Cleveland, Ohio native Taraneh Azar never imagined attending a Boston school, but reflecting on her time at Northeastern thus far, she believes it to be one of the best decisions she’s ever made. “I ended up at Northeastern by chance,” explained the fourth year journalism and political science combined major. Azar began her Northeastern journey with N.U.in Rome where she was able to take courses on Italian culture and ancient philosophy and political thought. When she arrived at the Boston campus in Spring 2018, her passion for journalism grew, particularly after taking Journalism I and later Journalism II with Professor Carlene Hempel. “The question is not why I chose Northeastern but rather what kept me at Northeastern,” explained Azar.
In searching for her first co-op for Spring 2019, Azar was offered a position with NBC Nightly News with Lester Holt which has been a central highlight of her undergraduate experience. Prior to this opportunity, Azar had never considered broadcast journalism as an area of interest, but joining the Nightly team changed everything.
Shortly after arriving at Nightly News, Azar quickly learned how to navigate the newsroom and found a number of opportunities to develop and refine her skills while discovering new interests within the news gathering process. By the end of her co-op, Azar’s work centered mostly around politics; conducting research for stories and working closely with editors, correspondents and producers. A memorable experience from her time with NBC was working on a story called “My BIG Idea,” where correspondent Harry Smith interviewed Democratic contenders on their policy initiatives and running platforms. This experience has been central to her work and focus since, as it allowed Azar to discover a new application within the field of journalism that goes beyond the local news and trend stories her work as a student journalist had focused on prior.
By 2020, Azar was soon back in New York for her second co-op with the United Nations Population Fund (UNFPA) as an Advocacy and Communications intern with the Humanitarian Office. This position bridged the application of her political science studies with her journalism experience in a different way, as Azar had the chance to experience what it’s like to not only work and research for an intergovernmental humanitarian agency but also what it’s like to write on their behalf for UN News. During her time with the UNFPA, Azar was able to work in advocating for reproductive health and rights, a topic she has been very passionate about from a young age. As the Advocacy and Communications intern, she was able to conduct phone interviews with representatives working in the field and also organize educational materials for application. “This experience confirmed that journalism is where my heart lies,” added Azar, explaining that advocacy is the essence of her interest and journalism is the vehicle.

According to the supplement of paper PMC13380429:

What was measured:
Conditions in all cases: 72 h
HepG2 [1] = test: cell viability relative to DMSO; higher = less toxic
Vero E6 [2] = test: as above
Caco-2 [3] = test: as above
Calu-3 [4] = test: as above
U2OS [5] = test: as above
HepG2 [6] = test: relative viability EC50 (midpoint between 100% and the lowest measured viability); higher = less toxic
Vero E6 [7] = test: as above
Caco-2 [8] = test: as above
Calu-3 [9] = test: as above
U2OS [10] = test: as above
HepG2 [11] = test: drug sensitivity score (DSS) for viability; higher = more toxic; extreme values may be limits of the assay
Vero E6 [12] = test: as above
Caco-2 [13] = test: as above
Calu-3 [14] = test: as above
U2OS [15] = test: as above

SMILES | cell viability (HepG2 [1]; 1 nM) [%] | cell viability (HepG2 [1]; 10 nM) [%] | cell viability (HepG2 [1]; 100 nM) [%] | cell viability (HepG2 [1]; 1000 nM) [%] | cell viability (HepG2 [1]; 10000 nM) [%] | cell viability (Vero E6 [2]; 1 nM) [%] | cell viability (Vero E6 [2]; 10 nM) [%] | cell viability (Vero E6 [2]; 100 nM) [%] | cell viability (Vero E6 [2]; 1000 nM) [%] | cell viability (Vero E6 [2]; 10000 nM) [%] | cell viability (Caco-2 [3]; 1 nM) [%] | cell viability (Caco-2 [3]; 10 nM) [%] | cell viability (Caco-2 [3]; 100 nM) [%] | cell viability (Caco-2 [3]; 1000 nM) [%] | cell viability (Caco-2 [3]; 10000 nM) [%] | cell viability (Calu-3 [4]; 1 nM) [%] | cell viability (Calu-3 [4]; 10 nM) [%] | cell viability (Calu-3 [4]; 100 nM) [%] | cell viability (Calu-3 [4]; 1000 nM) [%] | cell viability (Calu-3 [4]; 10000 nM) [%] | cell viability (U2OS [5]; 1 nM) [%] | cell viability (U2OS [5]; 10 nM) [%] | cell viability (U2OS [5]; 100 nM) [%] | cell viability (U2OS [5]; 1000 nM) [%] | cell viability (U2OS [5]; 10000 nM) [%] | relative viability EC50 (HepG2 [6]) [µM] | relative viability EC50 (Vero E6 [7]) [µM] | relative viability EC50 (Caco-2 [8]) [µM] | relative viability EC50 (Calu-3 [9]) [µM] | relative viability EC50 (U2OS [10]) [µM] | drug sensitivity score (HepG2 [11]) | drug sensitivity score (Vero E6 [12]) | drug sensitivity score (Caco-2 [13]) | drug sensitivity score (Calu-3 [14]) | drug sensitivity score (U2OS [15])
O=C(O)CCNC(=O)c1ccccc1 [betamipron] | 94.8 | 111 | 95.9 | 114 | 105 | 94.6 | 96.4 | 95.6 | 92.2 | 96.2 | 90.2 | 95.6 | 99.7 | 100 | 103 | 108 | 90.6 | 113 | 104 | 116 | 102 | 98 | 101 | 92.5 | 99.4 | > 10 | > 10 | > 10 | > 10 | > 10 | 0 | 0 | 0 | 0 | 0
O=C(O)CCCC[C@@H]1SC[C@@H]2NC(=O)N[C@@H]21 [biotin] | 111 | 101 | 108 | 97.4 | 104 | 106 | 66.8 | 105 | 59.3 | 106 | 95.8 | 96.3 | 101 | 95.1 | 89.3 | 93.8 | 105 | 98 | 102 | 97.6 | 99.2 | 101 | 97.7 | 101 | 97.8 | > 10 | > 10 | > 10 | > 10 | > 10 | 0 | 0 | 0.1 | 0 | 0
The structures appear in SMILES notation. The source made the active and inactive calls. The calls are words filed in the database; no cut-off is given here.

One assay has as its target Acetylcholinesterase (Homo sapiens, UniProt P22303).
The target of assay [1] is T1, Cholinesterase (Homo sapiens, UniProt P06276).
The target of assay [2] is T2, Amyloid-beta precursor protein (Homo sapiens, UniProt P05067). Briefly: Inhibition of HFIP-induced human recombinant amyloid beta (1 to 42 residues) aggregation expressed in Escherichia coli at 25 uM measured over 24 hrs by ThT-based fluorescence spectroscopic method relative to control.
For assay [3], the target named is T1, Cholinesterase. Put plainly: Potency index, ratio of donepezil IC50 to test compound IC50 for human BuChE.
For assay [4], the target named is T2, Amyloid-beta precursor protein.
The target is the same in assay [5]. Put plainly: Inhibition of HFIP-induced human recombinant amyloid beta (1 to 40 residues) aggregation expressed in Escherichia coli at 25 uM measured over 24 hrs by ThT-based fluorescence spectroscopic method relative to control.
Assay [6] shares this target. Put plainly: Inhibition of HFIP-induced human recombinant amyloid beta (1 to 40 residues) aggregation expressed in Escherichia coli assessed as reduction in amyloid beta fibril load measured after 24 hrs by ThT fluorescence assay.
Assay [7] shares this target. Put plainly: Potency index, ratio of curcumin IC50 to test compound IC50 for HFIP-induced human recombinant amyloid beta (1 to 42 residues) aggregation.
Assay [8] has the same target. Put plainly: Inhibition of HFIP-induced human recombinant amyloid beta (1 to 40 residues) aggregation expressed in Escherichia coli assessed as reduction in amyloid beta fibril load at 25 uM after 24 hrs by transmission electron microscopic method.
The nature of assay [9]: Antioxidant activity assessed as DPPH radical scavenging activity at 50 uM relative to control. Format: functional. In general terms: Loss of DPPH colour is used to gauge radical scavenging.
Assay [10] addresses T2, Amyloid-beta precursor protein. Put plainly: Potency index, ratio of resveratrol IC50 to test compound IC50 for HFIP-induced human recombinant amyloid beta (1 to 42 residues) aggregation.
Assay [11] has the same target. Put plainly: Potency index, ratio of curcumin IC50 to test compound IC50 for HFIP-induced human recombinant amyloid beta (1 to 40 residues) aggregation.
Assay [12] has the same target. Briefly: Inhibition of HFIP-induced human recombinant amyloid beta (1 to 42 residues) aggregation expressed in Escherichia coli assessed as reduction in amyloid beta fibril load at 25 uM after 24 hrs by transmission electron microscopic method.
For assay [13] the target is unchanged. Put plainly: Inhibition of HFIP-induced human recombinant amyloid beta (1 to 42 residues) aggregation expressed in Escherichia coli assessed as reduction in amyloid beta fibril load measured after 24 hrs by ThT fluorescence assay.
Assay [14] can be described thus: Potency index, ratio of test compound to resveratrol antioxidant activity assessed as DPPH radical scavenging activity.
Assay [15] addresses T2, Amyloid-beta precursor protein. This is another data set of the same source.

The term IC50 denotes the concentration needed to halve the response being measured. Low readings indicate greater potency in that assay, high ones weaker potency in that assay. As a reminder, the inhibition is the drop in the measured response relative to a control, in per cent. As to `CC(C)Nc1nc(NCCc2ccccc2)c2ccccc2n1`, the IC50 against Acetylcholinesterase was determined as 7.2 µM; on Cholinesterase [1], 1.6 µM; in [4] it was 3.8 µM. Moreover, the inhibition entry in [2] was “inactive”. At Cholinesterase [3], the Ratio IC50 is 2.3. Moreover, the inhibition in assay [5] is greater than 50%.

Taraneh has a deeply personal appreciation for journalism — one that is rooted in her experience as an Iranian-American. “I have witnessed first-hand a society that is lacking a free and independent press — this is what drew me to journalism and keeps me so invested in navigating the capacity of journalism to do good,” stated Azar, recalling her frequent visits to Iran over the years. Through her writing and reporting, Azar’s ultimate goal is to contribute in meaningful ways to discourse in telling the most accurate and truthful stories while minimizing harm.
With each story she shares, Azar always considers the ethics of each piece and centers a balanced approach when reporting, regardless of the topic. “Embracing flexibility is key to doing your best as a journalist and as a member of any community — whatever community means to you,” she said. Azar is hugely focused on listening to and learning from each person she interviews and is dedicated to accurate representation.
Being a combined journalism and political science major can come with ethical dissonance between the two disciplines. In political science, people are encouraged to have a clear and visible political identity — something that is often expected. Journalists, on the other hand, are encouraged to keep their political and ideological leanings out of the public eye. During her time at Northeastern, Azar has explored and will constantly continue to consider how to navigate striking balance between the two.
Through her position as the Political Education Coordinator for NU SAID, Students Advancing Intersectional Dreams, she has become more comfortable with embracing the idea that no journalist or individual can be truly unbiased. She is passionate about advocating against systems of oppression and has organized educational programming and seminars on anti-racism, anti-capitalism and the practice of mutual aid and community-level organizing.
In her life thus far, Azar has learned the importance of being open to anything that comes her way. “In my personal experience, the best opportunities that I’ve been privileged to have were not necessarily what I was expecting. I’m thankful that I’ve been able to be open to many new opportunities and perspectives,” concluded Taraneh.